Mississippi Judge Asks Court to Restore His Immunity

December 1, 2010

A Mississippi judge is asking a federal appeals court to restore his immunity from being sued over claims that he knowingly making false claims to authorities.

The 5th U.S. Circuit Court of Appeals scheduled arguments for Dec. 6 in New Orleans on the appeal filed by Hinds County Judge Houston Patton.

In February, U.S. District Judge Tom Lee rejected Patton’s assertion that as a judge he could not be held liable. Patton has been a county court judge since 1990.

James Jennings Jr. of Mendenhall sued Patton and former Hinds County District Attorney Ed Peters in 2008.

The lawsuit revolves around a 1997 incident in which Patton accused Jennings and Jennings’ attorney, J. Keith Shelton, of trying to bribe him. Jennings and Shelton were indicted but never tried. The charges eventually were dismissed.

Jennings filed a complaint against Patton with the Mississippi Commission on Judicial Performance, the state’s watchdog group for judges. Patton told authorities Shelton and Jennings offered to drop Jennings’ complaint for $25,000.

Both Patton and Peters filed motions asking that Jennings’ lawsuit be dismissed.

Jennings claims that after Shelton approached Patton to discuss settling a potential wrongful imprisonment suit against the judge, Patton contacted the district attorney’s office and falsely reported that Shelton and Jennings were attempting to bribe him, according to the suit.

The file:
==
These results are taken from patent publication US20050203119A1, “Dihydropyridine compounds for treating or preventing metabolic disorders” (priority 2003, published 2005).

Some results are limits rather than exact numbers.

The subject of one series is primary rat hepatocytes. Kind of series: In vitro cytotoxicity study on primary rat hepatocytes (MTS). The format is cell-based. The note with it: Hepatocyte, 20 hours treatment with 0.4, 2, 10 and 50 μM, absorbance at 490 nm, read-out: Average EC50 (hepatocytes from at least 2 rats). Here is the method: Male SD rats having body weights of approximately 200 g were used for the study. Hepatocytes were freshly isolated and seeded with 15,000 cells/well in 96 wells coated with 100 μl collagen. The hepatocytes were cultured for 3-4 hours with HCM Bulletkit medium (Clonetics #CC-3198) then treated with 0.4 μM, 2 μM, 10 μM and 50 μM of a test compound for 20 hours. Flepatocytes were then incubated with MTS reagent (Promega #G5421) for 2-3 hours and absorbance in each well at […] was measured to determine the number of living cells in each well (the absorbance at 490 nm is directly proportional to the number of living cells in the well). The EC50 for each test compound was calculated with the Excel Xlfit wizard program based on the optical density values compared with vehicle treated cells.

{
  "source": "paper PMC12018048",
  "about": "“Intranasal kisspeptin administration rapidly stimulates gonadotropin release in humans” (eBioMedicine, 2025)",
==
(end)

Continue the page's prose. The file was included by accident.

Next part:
“In the court’s opinion, based on plaintiff’s version of the facts, no reasonable argument can be made that Patton’s alleged acts of making false statements to law enforcement and withholding material and exculpatory information to bring about the criminal prosecution of two innocent men are judicial or adjudicative acts,” Lee wrote in his ruling.

Lee agreed to throw out the claim against Peters because he said prosecutors are immune from liability for acts associated with the judicial phase of the criminal process — such as initiating prosecutions, presenting the state’s case and pursuing a criminal prosecution.

In his appeal to the 5th Circuit, Patton denied any wrongdoing. However, Patton’s attorneys contend whether Patton acted maliciously or corruptly while performing a judicial act does not change the judicial nature and function of his act.

“When a judge performs a judicial function, he is entitled to absolute judicial immunity as a matter of law. In the instant case, Judge Patton was performing a judicial function when he reported the visit Keith Shelton,” Patton’s attorneys said in their brief.

Was this article valuable?

Here are more articles you may enjoy.